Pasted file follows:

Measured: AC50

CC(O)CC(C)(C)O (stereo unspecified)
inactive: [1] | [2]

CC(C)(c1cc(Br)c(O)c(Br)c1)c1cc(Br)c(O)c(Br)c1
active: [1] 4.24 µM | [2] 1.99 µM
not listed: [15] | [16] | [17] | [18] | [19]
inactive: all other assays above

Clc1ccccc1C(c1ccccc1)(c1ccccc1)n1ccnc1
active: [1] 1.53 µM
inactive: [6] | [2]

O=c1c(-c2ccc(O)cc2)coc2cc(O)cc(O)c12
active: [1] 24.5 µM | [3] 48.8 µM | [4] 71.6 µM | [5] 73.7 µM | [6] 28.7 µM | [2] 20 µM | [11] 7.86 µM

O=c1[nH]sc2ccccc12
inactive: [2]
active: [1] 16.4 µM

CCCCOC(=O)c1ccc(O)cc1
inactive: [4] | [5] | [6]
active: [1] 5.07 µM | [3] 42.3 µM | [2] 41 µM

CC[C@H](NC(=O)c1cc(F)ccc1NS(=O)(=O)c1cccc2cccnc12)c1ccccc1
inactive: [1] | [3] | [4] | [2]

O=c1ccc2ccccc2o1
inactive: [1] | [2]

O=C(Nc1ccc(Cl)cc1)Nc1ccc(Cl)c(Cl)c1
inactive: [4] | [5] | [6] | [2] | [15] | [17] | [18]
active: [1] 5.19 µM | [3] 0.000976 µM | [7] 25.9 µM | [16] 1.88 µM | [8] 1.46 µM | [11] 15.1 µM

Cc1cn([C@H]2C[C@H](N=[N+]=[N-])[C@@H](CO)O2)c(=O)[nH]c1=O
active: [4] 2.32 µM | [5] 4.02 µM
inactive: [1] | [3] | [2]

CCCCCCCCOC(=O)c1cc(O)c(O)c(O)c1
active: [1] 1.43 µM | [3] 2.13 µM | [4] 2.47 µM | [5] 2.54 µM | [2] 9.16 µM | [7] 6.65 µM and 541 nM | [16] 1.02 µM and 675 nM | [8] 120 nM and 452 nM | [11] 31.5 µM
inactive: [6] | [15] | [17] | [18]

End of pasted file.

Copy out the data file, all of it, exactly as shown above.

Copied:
Measured: AC50

CC(O)CC(C)(C)O (stereo unspecified)
inactive: [1] | [2]

CC(C)(c1cc(Br)c(O)c(Br)c1)c1cc(Br)c(O)c(Br)c1
active: [1] 4.24 µM | [2] 1.99 µM
not listed: [15] | [16] | [17] | [18] | [19]
inactive: all other assays above

Clc1ccccc1C(c1ccccc1)(c1ccccc1)n1ccnc1
active: [1] 1.53 µM
inactive: [6] | [2]

O=c1c(-c2ccc(O)cc2)coc2cc(O)cc(O)c12
active: [1] 24.5 µM | [3] 48.8 µM | [4] 71.6 µM | [5] 73.7 µM | [6] 28.7 µM | [2] 20 µM | [11] 7.86 µM

O=c1[nH]sc2ccccc12
inactive: [2]
active: [1] 16.4 µM

CCCCOC(=O)c1ccc(O)cc1
inactive: [4] | [5] | [6]
active: [1] 5.07 µM | [3] 42.3 µM | [2] 41 µM

CC[C@H](NC(=O)c1cc(F)ccc1NS(=O)(=O)c1cccc2cccnc12)c1ccccc1
inactive: [1] | [3] | [4] | [2]

O=c1ccc2ccccc2o1
inactive: [1] | [2]

O=C(Nc1ccc(Cl)cc1)Nc1ccc(Cl)c(Cl)c1
inactive: [4] | [5] | [6] | [2] | [15] | [17] | [18]
active: [1] 5.19 µM | [3] 0.000976 µM | [7] 25.9 µM | [16] 1.88 µM | [8] 1.46 µM | [11] 15.1 µM

Cc1cn([C@H]2C[C@H](N=[N+]=[N-])[C@@H](CO)O2)c(=O)[nH]c1=O
active: [4] 2.32 µM | [5] 4.02 µM
inactive: [1] | [3] | [2]

CCCCCCCCOC(=O)c1cc(O)c(O)c(O)c1
active: [1] 1.43 µM | [3] 2.13 µM | [4] 2.47 µM | [5] 2.54 µM | [2] 9.16 µM | [7] 6.65 µM and 541 nM | [16] 1.02 µM and 675 nM | [8] 120 nM and 452 nM | [11] 31.5 µM
inactive: [6] | [15] | [17] | [18]